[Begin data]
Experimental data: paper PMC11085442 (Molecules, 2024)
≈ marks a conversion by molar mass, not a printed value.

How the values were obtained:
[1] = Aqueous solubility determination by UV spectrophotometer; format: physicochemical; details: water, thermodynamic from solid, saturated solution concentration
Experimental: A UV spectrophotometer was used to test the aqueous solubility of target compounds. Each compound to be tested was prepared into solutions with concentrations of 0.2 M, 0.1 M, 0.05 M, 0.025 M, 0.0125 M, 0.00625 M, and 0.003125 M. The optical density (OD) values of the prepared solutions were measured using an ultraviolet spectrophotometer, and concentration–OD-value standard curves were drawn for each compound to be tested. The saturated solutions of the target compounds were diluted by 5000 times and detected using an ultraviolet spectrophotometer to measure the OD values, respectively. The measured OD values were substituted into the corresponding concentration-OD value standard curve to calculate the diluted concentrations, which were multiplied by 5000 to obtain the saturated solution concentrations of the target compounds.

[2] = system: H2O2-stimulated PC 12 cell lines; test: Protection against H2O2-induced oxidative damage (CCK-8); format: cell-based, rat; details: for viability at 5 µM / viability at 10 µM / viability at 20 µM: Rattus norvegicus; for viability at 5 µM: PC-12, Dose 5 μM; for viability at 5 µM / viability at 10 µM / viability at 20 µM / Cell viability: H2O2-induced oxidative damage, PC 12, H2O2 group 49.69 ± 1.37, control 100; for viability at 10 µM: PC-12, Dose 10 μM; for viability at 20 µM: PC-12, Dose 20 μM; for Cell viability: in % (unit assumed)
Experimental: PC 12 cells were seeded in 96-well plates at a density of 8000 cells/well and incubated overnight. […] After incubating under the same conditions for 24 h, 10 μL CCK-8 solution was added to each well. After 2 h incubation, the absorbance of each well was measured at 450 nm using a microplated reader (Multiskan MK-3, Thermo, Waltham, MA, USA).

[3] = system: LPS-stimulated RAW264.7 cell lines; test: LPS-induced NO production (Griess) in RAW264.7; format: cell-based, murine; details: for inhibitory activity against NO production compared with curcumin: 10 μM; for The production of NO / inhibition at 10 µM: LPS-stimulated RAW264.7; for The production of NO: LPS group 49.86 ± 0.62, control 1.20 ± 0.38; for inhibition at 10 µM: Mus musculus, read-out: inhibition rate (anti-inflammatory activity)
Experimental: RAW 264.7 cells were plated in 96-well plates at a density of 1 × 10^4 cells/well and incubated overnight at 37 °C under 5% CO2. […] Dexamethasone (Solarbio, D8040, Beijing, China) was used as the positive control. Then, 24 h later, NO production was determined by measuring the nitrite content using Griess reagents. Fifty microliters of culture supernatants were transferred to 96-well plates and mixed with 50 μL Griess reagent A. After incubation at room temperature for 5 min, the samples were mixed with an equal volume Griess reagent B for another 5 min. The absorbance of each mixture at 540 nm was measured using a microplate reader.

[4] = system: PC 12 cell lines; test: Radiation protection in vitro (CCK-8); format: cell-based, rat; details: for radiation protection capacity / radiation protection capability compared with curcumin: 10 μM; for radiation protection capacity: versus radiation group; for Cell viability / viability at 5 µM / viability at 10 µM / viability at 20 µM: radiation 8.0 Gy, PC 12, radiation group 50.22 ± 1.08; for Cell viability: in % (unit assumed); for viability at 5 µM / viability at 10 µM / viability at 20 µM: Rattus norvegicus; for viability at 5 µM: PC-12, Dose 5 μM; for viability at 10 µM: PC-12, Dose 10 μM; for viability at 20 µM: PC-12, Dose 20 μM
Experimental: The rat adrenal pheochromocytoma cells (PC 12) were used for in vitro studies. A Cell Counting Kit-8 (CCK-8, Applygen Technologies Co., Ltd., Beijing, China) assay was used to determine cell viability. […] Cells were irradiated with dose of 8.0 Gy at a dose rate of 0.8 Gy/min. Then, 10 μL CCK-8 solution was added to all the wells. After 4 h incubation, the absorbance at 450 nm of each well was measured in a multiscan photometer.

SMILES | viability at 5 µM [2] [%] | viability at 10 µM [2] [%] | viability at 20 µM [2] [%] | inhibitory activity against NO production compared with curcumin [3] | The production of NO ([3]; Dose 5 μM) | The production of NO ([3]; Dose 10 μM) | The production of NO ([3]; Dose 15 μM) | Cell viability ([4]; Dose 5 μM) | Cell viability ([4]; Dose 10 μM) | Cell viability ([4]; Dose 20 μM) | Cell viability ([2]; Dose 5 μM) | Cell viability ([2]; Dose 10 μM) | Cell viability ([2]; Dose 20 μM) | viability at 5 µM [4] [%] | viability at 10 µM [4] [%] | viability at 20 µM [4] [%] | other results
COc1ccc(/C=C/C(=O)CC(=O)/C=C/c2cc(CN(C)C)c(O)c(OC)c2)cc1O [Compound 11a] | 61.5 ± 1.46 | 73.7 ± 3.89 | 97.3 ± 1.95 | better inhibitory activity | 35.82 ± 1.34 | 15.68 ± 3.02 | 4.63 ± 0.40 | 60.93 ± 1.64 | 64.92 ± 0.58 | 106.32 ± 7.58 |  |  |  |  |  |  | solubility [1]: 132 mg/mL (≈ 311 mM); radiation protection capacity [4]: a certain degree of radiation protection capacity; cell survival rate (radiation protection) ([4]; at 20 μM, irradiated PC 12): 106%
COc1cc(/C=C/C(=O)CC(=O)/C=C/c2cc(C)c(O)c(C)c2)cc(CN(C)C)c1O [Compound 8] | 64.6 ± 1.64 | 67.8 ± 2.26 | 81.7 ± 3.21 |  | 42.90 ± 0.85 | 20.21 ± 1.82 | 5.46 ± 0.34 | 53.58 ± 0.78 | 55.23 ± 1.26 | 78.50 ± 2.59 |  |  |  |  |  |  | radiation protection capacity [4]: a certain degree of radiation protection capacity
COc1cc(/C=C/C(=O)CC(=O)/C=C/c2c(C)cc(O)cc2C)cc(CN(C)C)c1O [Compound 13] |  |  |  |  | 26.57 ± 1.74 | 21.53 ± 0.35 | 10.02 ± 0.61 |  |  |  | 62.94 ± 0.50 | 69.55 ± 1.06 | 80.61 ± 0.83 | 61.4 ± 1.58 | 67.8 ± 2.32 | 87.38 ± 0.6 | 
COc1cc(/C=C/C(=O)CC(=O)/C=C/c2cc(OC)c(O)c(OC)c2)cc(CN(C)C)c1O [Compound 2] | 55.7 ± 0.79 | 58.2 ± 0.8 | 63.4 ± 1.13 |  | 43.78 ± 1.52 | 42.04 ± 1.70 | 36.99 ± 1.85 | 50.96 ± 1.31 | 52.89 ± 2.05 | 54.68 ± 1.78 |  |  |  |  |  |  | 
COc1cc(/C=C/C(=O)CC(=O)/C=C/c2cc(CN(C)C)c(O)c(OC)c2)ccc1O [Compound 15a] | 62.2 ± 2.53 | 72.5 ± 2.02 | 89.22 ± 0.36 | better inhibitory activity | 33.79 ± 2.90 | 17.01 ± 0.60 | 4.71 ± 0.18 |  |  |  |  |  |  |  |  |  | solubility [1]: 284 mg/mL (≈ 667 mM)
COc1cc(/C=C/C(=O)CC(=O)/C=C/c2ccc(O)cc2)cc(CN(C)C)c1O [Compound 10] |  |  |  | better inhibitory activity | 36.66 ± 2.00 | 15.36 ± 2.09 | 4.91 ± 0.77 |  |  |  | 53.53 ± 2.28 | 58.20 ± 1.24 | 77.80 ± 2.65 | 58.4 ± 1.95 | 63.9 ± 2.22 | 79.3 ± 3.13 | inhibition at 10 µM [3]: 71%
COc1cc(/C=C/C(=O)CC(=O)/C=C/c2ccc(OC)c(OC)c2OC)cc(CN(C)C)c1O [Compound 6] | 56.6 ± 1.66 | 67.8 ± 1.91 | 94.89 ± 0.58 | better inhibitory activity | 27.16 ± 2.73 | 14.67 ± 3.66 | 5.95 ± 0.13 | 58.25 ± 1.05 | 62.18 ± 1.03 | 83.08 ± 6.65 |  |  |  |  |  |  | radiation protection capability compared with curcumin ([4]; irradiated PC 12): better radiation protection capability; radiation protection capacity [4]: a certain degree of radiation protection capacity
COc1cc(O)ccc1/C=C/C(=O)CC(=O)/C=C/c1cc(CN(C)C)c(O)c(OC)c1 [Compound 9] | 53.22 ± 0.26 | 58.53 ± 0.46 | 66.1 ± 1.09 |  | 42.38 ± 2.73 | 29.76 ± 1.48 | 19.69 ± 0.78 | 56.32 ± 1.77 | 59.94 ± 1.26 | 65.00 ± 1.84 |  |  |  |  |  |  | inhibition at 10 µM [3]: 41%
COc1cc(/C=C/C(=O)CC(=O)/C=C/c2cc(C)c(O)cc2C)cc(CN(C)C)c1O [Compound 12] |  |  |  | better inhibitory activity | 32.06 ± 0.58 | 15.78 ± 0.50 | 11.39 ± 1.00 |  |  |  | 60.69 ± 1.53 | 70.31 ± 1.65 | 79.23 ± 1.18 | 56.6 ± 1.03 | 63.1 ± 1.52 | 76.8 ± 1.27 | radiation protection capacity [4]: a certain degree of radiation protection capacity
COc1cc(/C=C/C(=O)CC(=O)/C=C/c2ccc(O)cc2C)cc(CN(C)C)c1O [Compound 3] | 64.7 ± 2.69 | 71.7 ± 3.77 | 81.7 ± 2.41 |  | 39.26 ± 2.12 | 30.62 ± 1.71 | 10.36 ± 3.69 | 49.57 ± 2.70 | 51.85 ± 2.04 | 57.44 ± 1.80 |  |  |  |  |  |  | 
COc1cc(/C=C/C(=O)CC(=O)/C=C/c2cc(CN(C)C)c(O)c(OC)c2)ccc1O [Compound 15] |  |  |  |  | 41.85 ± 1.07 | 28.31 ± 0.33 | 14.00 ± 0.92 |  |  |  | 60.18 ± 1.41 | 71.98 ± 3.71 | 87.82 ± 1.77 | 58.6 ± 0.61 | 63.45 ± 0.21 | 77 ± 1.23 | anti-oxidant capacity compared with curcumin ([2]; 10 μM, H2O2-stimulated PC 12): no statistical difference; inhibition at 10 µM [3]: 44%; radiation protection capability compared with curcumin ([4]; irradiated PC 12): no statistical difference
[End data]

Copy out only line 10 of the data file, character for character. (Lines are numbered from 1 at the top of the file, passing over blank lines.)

[4] = system: PC 12 cell lines; test: Radiation protection in vitro (CCK-8); format: cell-based, rat; details: for radiation protection capacity / radiation protection capability compared with curcumin: 10 μM; for radiation protection capacity: versus radiation group; for Cell viability / viability at 5 µM / viability at 10 µM / viability at 20 µM: radiation 8.0 Gy, PC 12, radiation group 50.22 ± 1.08; for Cell viability: in % (unit assumed); for viability at 5 µM / viability at 10 µM / viability at 20 µM: Rattus norvegicus; for viability at 5 µM: PC-12, Dose 5 μM; for viability at 10 µM: PC-12, Dose 10 μM; for viability at 20 µM: PC-12, Dose 20 μM